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Angry workers condemn government shutdown

By Barrington M. Salmon -Contributing Writer- | Last updated: Jan 17, 2019 - 4:28:44 PM

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Union members and other federal employees rally to call for an end to the partial government shutdown, Jan. 10 at AFL-CIO Headquarters in Washington.

WASHINGTON—On the 20th day of the federal government shutdown, an estimated 3,000 labor union officials, rank-and-file members and federal contractors clogged the street, crowding in front of the AFL-CIO headquarters on 16th Street, NW, demanding that President Donald Trump and Senate Majority Leader Mitch McConnell end the shutdown.

Many of the protestors carried placards, handwritten signs, flags and other protest paraphernalia, all bundled up against the blustery, raw and frigid 36-degree weather.

Cheryl Brewer, president of NTEU Chapter 71, took a bus ride to Washington, D.C., along with several hundred union colleagues from Philadelphia. She came, she said, to add her voice to and express her deepening concern about partisan political wrangling that has upended the lives of her and approximately 800,000 other federal employees.

These workers are collateral damage, pawns, they said, of an attempt by Mr. Trump to exact $5.7 billion from Democrats to build a wall on America’s southern border. The wall, he contends, despite evidence to the contrary, will keep out tens of thousands of Central and Latin American migrants from entering the country. He has threatened to declare a national security crisis although none exists. He is using lies about the criminality of brown-skinned immigrants to bolster his case even though the reality is that immigrants commit fewer crimes than natural-born Americans. And he’s promising to keep the federal government closed until Democrats accede to his demands.

The shutdown began on Dec. 22 and on Jan. 12 it became the longest in U.S. history.

But for the shutdown, Ms. Brewer said, she’d be receiving a paycheck on Friday, Jan. 12. But with no end in sight to the impasse, she has no idea when the stoppage will end and money will start flowing into her bank account again. Until then, she and many others are scrambling to figure out how to adapt, adjust and hold things down.

“It’s affecting me overall,” said Ms. Brewer, who has been a federal government employee for 33 years and who’s serving her third term as chapter president. “I have three daughters, two adults. They all live with me. One works for the Transportation Safety Administration. She has to report to work but she’s not getting paid. The middle daughter, who’s 21, is an independent contractor working with government employees and she’s not getting paid either. I have a mortgage payment, car payment, and utilities.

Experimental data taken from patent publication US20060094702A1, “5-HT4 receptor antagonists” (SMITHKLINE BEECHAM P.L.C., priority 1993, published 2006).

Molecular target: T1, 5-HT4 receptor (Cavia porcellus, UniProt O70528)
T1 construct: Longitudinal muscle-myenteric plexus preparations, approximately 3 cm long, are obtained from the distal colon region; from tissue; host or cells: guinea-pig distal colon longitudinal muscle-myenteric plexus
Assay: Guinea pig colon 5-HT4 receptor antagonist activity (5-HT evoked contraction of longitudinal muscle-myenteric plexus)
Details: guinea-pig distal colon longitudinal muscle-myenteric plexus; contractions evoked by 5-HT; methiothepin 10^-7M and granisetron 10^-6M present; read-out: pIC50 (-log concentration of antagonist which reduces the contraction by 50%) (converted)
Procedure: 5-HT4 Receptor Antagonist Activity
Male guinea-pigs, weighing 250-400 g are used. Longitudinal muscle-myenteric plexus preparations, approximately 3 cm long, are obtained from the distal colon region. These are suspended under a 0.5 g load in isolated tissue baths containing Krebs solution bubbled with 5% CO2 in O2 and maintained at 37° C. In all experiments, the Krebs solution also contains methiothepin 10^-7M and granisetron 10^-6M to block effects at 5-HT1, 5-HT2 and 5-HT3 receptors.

“We all have our own cars with insurance. I may put in an unemployment claim next week and I’m figuring out, ‘now do you scale back on necessities?’ I’m juggling. My friend has a catering business so I may go and work with him. But everyone doesn’t have this option.”

Ms. Brewer said she’s less stressed than she could be because she has always bought food and other necessities in bulk from Costco. At the moment, she said, she has two refrigerators loaded with food and a cache of non-food items that will sustain her and her family for a while.

The National Treasury Employees Union represents 150,000 employees at 33 federal agencies and departments.

Michele Kennedy-Kouadio described the hardships the shutdown is causing her and her family.

“A lot of us don’t have savings. I can’t afford to be without my pay,” said Ms. Kennedy-Kouadio, a Montgomery County, Md., resident, who has spent decades working for the U.S. Department of Agriculture Foreign Agricultural Services. “I’m a single parent who will have to miss a mortgage payment and car payment just to survive. I’m doing this for myself, my family and American farmers. I didn’t expect this to drag on so long. The president should be the hero and get us out of this. If the House and Senate come together, they can reopen government. This political football is unacceptable.”

Currently, 420,000 federal employees are working without pay and an additional 380,000 of them are on furlough and are not being paid. Meanwhile, thousands of contractors who work for the federal government are not full-time employees, are not being paid and may never receive back pay.

There’s fear, uncertainty and frustration simmering.

Several of those at the rally explained that their ranks include single mothers, spouses who both work for the federal government, contractors who do not work with many of the protections and guarantees that federal employees do, like health benefits and pensions, and many of those affected by the shutdown are caring for family and other loved ones. 

Mr. Trump abruptly ended a Jan. 9 meeting with congressional leaders, getting up and walking out 20 minutes in after House Speaker Nancy Pelosi rejected his demand for the wall. He questioned why there was even a meeting and called the talks a waste of time.

“Again we saw a temper tantrum because he didn’t get his way and he just walked out of the meeting,” Sen. Minority Leader Chuck Schumer (D-N.Y.) told reporters afterwards.

The next day, eight House Republicans joined Democrats in approving a spending bill that would reopen the Treasury Department while funding the IRS as tax season gets underway, but Sen. McConnell refused to schedule a vote on a companion bill, calling it a “political stunt.” He said he will not advance any bill unless Mr. Trump agrees to sign it.